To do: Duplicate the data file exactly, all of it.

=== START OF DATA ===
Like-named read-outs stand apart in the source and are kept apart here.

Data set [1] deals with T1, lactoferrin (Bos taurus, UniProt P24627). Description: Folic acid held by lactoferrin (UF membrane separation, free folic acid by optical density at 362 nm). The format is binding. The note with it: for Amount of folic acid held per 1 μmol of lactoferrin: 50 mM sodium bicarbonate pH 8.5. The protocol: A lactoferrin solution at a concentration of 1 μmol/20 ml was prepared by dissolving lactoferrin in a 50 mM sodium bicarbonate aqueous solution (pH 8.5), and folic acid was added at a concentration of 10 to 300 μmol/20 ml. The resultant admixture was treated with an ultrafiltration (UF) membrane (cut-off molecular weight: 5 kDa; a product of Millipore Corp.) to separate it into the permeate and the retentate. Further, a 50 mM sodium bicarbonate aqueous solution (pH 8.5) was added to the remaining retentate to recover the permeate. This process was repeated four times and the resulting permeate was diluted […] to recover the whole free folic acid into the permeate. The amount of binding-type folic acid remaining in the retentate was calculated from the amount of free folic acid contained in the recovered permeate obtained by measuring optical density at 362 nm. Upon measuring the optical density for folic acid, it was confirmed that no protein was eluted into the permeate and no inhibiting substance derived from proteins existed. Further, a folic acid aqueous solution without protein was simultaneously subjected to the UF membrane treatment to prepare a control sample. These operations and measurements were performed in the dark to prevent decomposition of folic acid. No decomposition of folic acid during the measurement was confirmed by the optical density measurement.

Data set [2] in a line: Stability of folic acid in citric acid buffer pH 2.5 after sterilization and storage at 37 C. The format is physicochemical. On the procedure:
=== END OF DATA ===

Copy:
Like-named read-outs stand apart in the source and are kept apart here.

Data set [1] deals with T1, lactoferrin (Bos taurus, UniProt P24627). Description: Folic acid held by lactoferrin (UF membrane separation, free folic acid by optical density at 362 nm). The format is binding. The note with it: for Amount of folic acid held per 1 μmol of lactoferrin: 50 mM sodium bicarbonate pH 8.5. The protocol: A lactoferrin solution at a concentration of 1 μmol/20 ml was prepared by dissolving lactoferrin in a 50 mM sodium bicarbonate aqueous solution (pH 8.5), and folic acid was added at a concentration of 10 to 300 μmol/20 ml. The resultant admixture was treated with an ultrafiltration (UF) membrane (cut-off molecular weight: 5 kDa; a product of Millipore Corp.) to separate it into the permeate and the retentate. Further, a 50 mM sodium bicarbonate aqueous solution (pH 8.5) was added to the remaining retentate to recover the permeate. This process was repeated four times and the resulting permeate was diluted […] to recover the whole free folic acid into the permeate. The amount of binding-type folic acid remaining in the retentate was calculated from the amount of free folic acid contained in the recovered permeate obtained by measuring optical density at 362 nm. Upon measuring the optical density for folic acid, it was confirmed that no protein was eluted into the permeate and no inhibiting substance derived from proteins existed. Further, a folic acid aqueous solution without protein was simultaneously subjected to the UF membrane treatment to prepare a control sample. These operations and measurements were performed in the dark to prevent decomposition of folic acid. No decomposition of folic acid during the measurement was confirmed by the optical density measurement.

Data set [2] in a line: Stability of folic acid in citric acid buffer pH 2.5 after sterilization and storage at 37 C. The format is physicochemical. On the procedure: